CanadianNorth From Canada, joined Aug 2002, 3377 posts, RR: 9 Posted (4 years 8 months 4 weeks 1 day 5 hours ago) and read 3266 times:
Was reading something earlier today and got to thinking, why do people feel the need to use multiple date formats that could be taken multiple ways? Even narrowing things down to aviation, there is supposedly a standard format, yet I see different ones almost daily!
The standard format in aviation is supposed to be, using today for an example, 28 MAR 2009, or something similar to that. Simple, easy to read, and most importantly impossible to take any other way. Yet almost daily I'll see 28 MAR 2009; 28 MAR 09; MAR 28, 2009; 28/03/09; 03/28/09; and others.
Not so bad this time of the month, but lets randomly take 09 JAN 2009 for an example...
-09 JAN 2009: there is absolutely no other way to take that.
-09 JAN 09: it could mean 09 JAN 2009, or 1809, or 1909, or 2109, and so on.
-9 JAN 2009: what's stopping someone from coming and putting a 1 or a 2 at the front to get you in trouble?
-09/01/09: depending on how you read it could be taken 09 JAN 09 or 01 SEP 09, quite a difference
-01/03/09: same as previous
Sorry to sound picky, but lately it's been really "gripping my sh*t" when people at work don't use the proper date format. It's there for a reason, and makes life easier for everyone.
Thoughts/opinions/etc. are welcome.
Brendan03 From Australia, joined Aug 2005, 951 posts, RR: 3 Reply 1, posted (4 years 8 months 4 weeks 1 day 5 hours ago) and read 3245 times:
I recently learnt how to use Sabre and the format I was taught made the most sense... 28MAR09 (The 09 being optional)
Other than that, I'm Australian so I generally tend to use DD/MM/YY - Seeing MM/DD/YY confuses me, especially if I'm putting it on the computer, I have to check how many 'values' are in each selection, otherwise I risk putting some non existant date in.
I can understand where you're coming from, Especially if it's in a ticketing office, Someone as you said could end up with a ticket for the 1st of September, Instead of the 9th of January and then you'll have heads rolling...
Gemuser From Australia, joined Nov 2003, 5463 posts, RR: 6 Reply 6, posted (4 years 8 months 4 weeks 1 day 1 hour ago) and read 3120 times:
Quoting Vikkyvik (Reply 5): However, being an American, I've used MM/DD/YY(YY) my whole life:
And that's fine! It is people who use dates that are ambiguous in inappropriate places such as on the web, who annoy me. I never use all numerical dates on the web, because it confuses people. In email or purely domestic correspondence I will, because I know the recipient uses the same format, if in doubt use the months name.
While people using June 1 is annoying, that's my problem, because it is clear what the actual date is, but using 6/1 is just so ambiguous!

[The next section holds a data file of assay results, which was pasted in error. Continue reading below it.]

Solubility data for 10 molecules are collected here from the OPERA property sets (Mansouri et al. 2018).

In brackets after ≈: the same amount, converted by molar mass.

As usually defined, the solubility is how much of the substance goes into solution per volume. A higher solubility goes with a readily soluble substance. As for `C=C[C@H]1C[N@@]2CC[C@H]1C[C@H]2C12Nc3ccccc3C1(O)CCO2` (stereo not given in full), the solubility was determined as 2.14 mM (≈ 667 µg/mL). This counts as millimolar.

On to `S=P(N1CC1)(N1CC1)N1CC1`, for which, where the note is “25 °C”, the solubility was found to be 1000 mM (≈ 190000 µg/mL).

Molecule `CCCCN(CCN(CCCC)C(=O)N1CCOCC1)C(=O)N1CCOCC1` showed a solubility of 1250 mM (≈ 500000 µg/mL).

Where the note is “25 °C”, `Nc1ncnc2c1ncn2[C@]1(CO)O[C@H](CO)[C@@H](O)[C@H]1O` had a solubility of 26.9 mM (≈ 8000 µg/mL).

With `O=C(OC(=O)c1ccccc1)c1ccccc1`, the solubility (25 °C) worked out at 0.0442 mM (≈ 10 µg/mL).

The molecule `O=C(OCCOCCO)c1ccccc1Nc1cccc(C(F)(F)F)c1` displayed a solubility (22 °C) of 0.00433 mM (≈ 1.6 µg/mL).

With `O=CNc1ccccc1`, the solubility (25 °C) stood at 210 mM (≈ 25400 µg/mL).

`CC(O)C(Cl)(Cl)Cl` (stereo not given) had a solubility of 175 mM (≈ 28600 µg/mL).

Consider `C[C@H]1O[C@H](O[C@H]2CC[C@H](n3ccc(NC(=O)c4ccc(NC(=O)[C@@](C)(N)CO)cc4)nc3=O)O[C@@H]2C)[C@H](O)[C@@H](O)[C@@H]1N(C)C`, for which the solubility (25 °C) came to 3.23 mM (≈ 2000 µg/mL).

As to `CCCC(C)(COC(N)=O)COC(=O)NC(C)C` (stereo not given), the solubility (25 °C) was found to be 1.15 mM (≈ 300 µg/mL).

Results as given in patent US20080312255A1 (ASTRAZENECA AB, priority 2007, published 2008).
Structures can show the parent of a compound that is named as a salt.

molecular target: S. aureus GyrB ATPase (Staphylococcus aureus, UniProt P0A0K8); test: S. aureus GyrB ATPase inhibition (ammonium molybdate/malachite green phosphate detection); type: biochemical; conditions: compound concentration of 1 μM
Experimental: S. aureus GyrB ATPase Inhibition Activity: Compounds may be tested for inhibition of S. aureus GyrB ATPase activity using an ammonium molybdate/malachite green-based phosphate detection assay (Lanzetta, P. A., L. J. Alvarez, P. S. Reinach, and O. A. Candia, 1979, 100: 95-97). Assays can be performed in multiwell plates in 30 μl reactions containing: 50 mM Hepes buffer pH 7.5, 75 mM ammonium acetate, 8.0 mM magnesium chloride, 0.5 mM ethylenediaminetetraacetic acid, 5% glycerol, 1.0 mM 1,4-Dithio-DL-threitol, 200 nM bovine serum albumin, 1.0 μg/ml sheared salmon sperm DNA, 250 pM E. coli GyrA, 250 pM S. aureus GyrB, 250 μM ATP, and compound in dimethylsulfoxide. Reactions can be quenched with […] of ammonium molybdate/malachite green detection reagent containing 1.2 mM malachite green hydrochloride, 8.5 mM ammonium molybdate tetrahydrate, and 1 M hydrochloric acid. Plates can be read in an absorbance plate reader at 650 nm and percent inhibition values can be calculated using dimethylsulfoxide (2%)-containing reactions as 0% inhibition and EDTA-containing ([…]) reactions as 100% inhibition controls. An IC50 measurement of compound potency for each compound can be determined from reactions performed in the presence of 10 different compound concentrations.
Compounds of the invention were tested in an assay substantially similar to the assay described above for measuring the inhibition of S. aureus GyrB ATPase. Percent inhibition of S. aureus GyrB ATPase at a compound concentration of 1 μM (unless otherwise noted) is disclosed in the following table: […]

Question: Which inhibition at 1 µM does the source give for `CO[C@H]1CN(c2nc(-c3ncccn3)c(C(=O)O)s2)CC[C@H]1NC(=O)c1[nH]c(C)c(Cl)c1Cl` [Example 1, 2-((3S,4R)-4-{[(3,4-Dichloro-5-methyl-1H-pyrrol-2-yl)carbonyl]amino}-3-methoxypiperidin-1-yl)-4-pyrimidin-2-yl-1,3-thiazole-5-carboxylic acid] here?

And don't get me started on the habit some people have of using seasons as dates! Such as it is due next winter! When is that? It depends on the originator location and their cultures conventions on when seasons start and finish! Things that people on the web often don't know.
Funny, I'm the other way around -- every time I see a date in DD/MM/YY(YY) format I have to stop and actually think through the date (what is month number X?), where MM/DD/YY just kind of makes sense to me -- like trying to understand a foreign language versus your native language
That said, though, DD/MM/YYYY logically makes more sense to me (in elements listed in order of magnitude), as does YYYY/MM/DD.
The format that I personally use most of the time is either DDMMM or more frequently DDMMMYY(YY) (e.g. 02MAR, 12MAR09 or 22MAR2009) as it eliminates the 'which is the date/which is the month' dielemma when you're talking to people from a country/region that uses a different format
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MarSciGuy From United States of America, joined Jun 2007, 549 posts, RR: 0 Reply 8, posted (4 years 8 months 4 weeks 1 day ago) and read 3098 times:
Quoting Nighthawk (Reply 4): Quoting Birdwatching (Reply 2):
In my opinion the best way to write a date is 2009.03.28
I always do it when sorting files. Simply because it will always sort your data in the right order.
You're still wrong, we should all just use the number of seconds elapsed since 1st Jan 1970. Far less confusing Silly
You could always do what we in the survey world do....use Julian day instead of MM and DD, so (at least in the office) we go by JD 001 - > JD365 for Dec 31st.
"There weren't a ton of gnats there where a ton of gnats and their families as well!"
Francoflier From France, joined Oct 2001, 3523 posts, RR: 11 Reply 9, posted (4 years 8 months 4 weeks 23 hours ago) and read 3064 times:
Quoting Lincoln (Reply 7): as it eliminates the 'which is the date/which is the month' dielemma when you're talking to people from a country/region that uses a different format
That does make sense, although then you hit the problem of different languages.
Jan, feb, mar, apr, etc... are shortened from the english version of the words. Latin languages have similar words for the months so it's still understandable, but in many other languages those contractions won't make sense to the non english speakers.
It's a tough one I guess. No easy way to do it unless one single standard writing form is picked out.
Looks like I picked the wrong week to quit posting...
In leap years every day after Feb 29th is one higher than usual. I use the Julian date all the time, but we have a chart that shows what julian date it is. I always refer to it as the "funny date".
To me it should always be YYMMDD. Thats how you would file things, by year, by month, then by day. I rarely write it that way though, because people would get confused.
AKiss20 From United States of America, joined Sep 2007, 550 posts, RR: 5 Reply 16, posted (4 years 8 months 4 weeks 13 hours ago) and read 2907 times:
Quoting OzTech (Reply 15): Quoting Andz (Reply 10):
Kill two birds with one stone: Change the US to the dd/mm/yyyy standard and the metric system at the same time!
Yaeh -- That's gonna happen right -- The Seppos think they are "the world" and we should all change to thier ways.... banghead